This is what we get by just accepting that the SCOTUS has the equivalent power to amend the Constitution.
They’ve already made the 10th Amendment a dead letter. An Amendment that was considered, voted upon by The People, and ratified by 2/3rds of the States, in accordance with the process in the Constitution, is null because a bunch of lawyers decided it was and the following lawyers stuck with it.
Roe vs Wade is not the law of the land. It is the policy of the courts, and on top of everything, it is such a disastrously written opinion that its reasoning never cited in any other Supreme Court opinion to justify any other case because its reasoning is “because we want to” garbage.
The Legislative branch should have impeached all the Justices voting for it because they were making law which is properly the exclusive power of Congress. But then, they’ve offloaded legislative power to the Executive, too, calling it “regulations”, and offloaded the power to declare war to the Executive through the War Powers Act, and I’m wondering if there would be any net effect to us if Congress just showed up for their first day, got sworn in, then went home for the next two years.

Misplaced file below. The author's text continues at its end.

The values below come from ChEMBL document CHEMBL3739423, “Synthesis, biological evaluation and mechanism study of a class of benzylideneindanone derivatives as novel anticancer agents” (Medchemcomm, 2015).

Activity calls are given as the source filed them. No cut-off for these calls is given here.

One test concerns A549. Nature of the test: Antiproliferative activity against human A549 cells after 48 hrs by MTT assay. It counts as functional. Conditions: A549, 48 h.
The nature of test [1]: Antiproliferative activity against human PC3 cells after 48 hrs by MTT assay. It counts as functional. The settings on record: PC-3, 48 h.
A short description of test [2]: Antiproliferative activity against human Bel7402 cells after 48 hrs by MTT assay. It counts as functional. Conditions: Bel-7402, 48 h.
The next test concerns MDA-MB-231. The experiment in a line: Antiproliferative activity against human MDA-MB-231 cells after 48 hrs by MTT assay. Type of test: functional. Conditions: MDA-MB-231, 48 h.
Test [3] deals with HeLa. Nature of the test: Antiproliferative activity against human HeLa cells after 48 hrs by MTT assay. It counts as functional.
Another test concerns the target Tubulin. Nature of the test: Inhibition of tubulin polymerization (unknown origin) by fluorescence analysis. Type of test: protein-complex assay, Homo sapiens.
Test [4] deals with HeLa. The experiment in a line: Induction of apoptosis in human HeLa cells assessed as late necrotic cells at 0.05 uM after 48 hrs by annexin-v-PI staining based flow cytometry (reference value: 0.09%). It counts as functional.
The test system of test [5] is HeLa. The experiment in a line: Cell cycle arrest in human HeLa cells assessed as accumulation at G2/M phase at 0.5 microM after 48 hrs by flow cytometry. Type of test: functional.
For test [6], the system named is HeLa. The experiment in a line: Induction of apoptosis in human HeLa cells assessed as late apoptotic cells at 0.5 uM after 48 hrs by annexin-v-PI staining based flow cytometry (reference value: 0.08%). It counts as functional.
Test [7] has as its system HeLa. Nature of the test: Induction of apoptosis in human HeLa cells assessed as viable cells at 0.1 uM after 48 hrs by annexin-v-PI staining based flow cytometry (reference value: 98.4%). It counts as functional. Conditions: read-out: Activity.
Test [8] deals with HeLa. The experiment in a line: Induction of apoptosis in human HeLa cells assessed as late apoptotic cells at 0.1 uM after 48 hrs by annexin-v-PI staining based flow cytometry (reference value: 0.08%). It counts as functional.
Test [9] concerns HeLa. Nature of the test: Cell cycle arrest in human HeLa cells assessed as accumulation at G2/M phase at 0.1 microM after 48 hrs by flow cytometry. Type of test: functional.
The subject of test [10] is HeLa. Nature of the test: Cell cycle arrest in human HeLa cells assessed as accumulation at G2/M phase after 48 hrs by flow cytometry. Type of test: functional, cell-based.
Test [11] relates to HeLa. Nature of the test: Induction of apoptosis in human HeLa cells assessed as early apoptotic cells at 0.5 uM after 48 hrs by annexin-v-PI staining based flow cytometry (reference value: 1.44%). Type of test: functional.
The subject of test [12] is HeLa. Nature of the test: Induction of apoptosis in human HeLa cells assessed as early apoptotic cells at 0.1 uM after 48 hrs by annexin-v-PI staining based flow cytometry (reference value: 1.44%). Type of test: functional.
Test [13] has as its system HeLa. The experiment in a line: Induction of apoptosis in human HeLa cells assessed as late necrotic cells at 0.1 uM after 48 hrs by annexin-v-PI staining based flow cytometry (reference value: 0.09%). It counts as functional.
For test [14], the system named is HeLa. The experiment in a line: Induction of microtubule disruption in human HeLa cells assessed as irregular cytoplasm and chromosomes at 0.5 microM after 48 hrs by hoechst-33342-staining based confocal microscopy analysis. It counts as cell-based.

This, and other comments here, are worthy of blog post rather than a follow up comment. I’m busy this morning but maybe I’ll have time this afternoon.
“a legislatively-created procedural right granted to Andy can actively undermine a substantive right Constitutionally guaranteed to Betsy.
For instance, a right of direct action. Yes, I’m talking about SB8, but Texas didn’t invent the concept, they merely repurposed it for a different public policy matter.
And no, I’m not conceding that there is a right to abort a fetus either.”
”… to circumvent judicial review by delegating state action to the citizenry at large and then claiming, with a wink and a nod, that no state actors are involved.”
It could well be argued that that serves as a functional definition of “democracy”, which since the early Progressive era has been peddled as the ultimate form of virtue in governance.